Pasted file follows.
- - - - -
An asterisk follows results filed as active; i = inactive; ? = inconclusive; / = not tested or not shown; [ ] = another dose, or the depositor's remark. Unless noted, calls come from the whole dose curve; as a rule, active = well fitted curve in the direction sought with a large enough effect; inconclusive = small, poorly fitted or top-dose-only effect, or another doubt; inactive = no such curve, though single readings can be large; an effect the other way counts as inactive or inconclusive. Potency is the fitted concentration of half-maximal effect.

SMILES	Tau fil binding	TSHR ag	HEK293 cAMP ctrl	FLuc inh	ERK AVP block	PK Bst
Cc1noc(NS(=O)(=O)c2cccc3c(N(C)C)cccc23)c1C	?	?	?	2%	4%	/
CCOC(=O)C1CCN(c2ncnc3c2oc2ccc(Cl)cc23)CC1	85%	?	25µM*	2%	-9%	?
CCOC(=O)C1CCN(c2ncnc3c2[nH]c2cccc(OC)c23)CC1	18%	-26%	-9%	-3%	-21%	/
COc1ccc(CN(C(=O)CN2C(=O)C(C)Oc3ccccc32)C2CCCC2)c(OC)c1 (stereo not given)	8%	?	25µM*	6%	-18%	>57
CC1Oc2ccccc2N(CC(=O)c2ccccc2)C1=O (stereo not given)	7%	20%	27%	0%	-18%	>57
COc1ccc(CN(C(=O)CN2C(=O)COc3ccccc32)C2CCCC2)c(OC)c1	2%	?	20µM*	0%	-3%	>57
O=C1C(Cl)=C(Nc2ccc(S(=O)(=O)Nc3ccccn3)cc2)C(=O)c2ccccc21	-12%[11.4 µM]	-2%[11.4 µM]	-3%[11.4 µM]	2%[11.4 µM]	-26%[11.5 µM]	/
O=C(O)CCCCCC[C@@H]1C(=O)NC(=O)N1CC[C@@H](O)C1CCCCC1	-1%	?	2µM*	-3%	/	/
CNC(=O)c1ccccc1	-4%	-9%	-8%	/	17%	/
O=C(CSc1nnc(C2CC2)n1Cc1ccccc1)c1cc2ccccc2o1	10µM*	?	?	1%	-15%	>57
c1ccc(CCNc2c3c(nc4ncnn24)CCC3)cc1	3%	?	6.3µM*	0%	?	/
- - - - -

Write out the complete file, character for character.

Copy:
An asterisk follows results filed as active; i = inactive; ? = inconclusive; / = not tested or not shown; [ ] = another dose, or the depositor's remark. Unless noted, calls come from the whole dose curve; as a rule, active = well fitted curve in the direction sought with a large enough effect; inconclusive = small, poorly fitted or top-dose-only effect, or another doubt; inactive = no such curve, though single readings can be large; an effect the other way counts as inactive or inconclusive. Potency is the fitted concentration of half-maximal effect.

SMILES	Tau fil binding	TSHR ag	HEK293 cAMP ctrl	FLuc inh	ERK AVP block	PK Bst
Cc1noc(NS(=O)(=O)c2cccc3c(N(C)C)cccc23)c1C	?	?	?	2%	4%	/
CCOC(=O)C1CCN(c2ncnc3c2oc2ccc(Cl)cc23)CC1	85%	?	25µM*	2%	-9%	?
CCOC(=O)C1CCN(c2ncnc3c2[nH]c2cccc(OC)c23)CC1	18%	-26%	-9%	-3%	-21%	/
COc1ccc(CN(C(=O)CN2C(=O)C(C)Oc3ccccc32)C2CCCC2)c(OC)c1 (stereo not given)	8%	?	25µM*	6%	-18%	>57
CC1Oc2ccccc2N(CC(=O)c2ccccc2)C1=O (stereo not given)	7%	20%	27%	0%	-18%	>57
COc1ccc(CN(C(=O)CN2C(=O)COc3ccccc32)C2CCCC2)c(OC)c1	2%	?	20µM*	0%	-3%	>57
O=C1C(Cl)=C(Nc2ccc(S(=O)(=O)Nc3ccccn3)cc2)C(=O)c2ccccc21	-12%[11.4 µM]	-2%[11.4 µM]	-3%[11.4 µM]	2%[11.4 µM]	-26%[11.5 µM]	/
O=C(O)CCCCCC[C@@H]1C(=O)NC(=O)N1CC[C@@H](O)C1CCCCC1	-1%	?	2µM*	-3%	/	/
CNC(=O)c1ccccc1	-4%	-9%	-8%	/	17%	/
O=C(CSc1nnc(C2CC2)n1Cc1ccccc1)c1cc2ccccc2o1	10µM*	?	?	1%	-15%	>57
c1ccc(CCNc2c3c(nc4ncnn24)CCC3)cc1	3%	?	6.3µM*	0%	?	/